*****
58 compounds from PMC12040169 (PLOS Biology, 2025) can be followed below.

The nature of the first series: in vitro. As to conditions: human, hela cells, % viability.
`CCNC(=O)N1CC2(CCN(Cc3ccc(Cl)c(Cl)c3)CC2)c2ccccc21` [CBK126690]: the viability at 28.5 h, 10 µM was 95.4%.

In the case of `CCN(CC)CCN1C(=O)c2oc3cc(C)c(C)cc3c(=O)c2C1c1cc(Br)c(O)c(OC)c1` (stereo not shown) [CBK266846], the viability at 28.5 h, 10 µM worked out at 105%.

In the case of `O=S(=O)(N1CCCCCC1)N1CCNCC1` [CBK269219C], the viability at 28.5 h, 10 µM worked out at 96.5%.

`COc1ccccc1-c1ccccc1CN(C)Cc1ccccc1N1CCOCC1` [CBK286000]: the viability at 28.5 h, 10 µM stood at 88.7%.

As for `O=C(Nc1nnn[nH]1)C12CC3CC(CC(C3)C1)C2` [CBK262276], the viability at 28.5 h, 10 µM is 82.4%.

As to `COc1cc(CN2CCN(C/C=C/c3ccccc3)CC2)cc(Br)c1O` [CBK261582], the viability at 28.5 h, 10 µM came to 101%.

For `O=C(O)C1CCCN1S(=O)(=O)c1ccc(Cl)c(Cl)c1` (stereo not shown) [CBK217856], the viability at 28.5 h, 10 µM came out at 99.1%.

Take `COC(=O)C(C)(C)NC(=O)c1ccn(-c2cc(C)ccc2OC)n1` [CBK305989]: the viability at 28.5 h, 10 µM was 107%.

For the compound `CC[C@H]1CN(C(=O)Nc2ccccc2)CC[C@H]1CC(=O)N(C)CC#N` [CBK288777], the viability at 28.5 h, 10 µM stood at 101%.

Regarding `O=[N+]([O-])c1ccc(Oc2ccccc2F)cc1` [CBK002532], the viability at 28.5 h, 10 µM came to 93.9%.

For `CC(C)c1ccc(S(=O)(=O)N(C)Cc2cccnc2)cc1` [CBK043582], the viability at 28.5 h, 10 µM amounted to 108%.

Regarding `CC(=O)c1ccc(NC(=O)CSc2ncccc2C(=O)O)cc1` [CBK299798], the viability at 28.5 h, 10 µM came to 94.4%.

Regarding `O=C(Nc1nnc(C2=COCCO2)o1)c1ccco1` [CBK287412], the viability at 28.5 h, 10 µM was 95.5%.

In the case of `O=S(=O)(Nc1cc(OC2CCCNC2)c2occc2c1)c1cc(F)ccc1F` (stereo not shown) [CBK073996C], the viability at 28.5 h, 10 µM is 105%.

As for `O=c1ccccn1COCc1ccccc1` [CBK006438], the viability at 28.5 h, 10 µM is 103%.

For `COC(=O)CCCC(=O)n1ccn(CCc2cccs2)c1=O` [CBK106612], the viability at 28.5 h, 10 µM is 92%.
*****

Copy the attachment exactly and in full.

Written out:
58 compounds from PMC12040169 (PLOS Biology, 2025) can be followed below.

The nature of the first series: in vitro. As to conditions: human, hela cells, % viability.
`CCNC(=O)N1CC2(CCN(Cc3ccc(Cl)c(Cl)c3)CC2)c2ccccc21` [CBK126690]: the viability at 28.5 h, 10 µM was 95.4%.

In the case of `CCN(CC)CCN1C(=O)c2oc3cc(C)c(C)cc3c(=O)c2C1c1cc(Br)c(O)c(OC)c1` (stereo not shown) [CBK266846], the viability at 28.5 h, 10 µM worked out at 105%.

In the case of `O=S(=O)(N1CCCCCC1)N1CCNCC1` [CBK269219C], the viability at 28.5 h, 10 µM worked out at 96.5%.

`COc1ccccc1-c1ccccc1CN(C)Cc1ccccc1N1CCOCC1` [CBK286000]: the viability at 28.5 h, 10 µM stood at 88.7%.

As for `O=C(Nc1nnn[nH]1)C12CC3CC(CC(C3)C1)C2` [CBK262276], the viability at 28.5 h, 10 µM is 82.4%.

As to `COc1cc(CN2CCN(C/C=C/c3ccccc3)CC2)cc(Br)c1O` [CBK261582], the viability at 28.5 h, 10 µM came to 101%.

For `O=C(O)C1CCCN1S(=O)(=O)c1ccc(Cl)c(Cl)c1` (stereo not shown) [CBK217856], the viability at 28.5 h, 10 µM came out at 99.1%.

Take `COC(=O)C(C)(C)NC(=O)c1ccn(-c2cc(C)ccc2OC)n1` [CBK305989]: the viability at 28.5 h, 10 µM was 107%.

For the compound `CC[C@H]1CN(C(=O)Nc2ccccc2)CC[C@H]1CC(=O)N(C)CC#N` [CBK288777], the viability at 28.5 h, 10 µM stood at 101%.

Regarding `O=[N+]([O-])c1ccc(Oc2ccccc2F)cc1` [CBK002532], the viability at 28.5 h, 10 µM came to 93.9%.

For `CC(C)c1ccc(S(=O)(=O)N(C)Cc2cccnc2)cc1` [CBK043582], the viability at 28.5 h, 10 µM amounted to 108%.

Regarding `CC(=O)c1ccc(NC(=O)CSc2ncccc2C(=O)O)cc1` [CBK299798], the viability at 28.5 h, 10 µM came to 94.4%.

Regarding `O=C(Nc1nnc(C2=COCCO2)o1)c1ccco1` [CBK287412], the viability at 28.5 h, 10 µM was 95.5%.

In the case of `O=S(=O)(Nc1cc(OC2CCCNC2)c2occc2c1)c1cc(F)ccc1F` (stereo not shown) [CBK073996C], the viability at 28.5 h, 10 µM is 105%.

As for `O=c1ccccn1COCc1ccccc1` [CBK006438], the viability at 28.5 h, 10 µM is 103%.

For `COC(=O)CCCC(=O)n1ccn(CCc2cccs2)c1=O` [CBK106612], the viability at 28.5 h, 10 µM is 92%.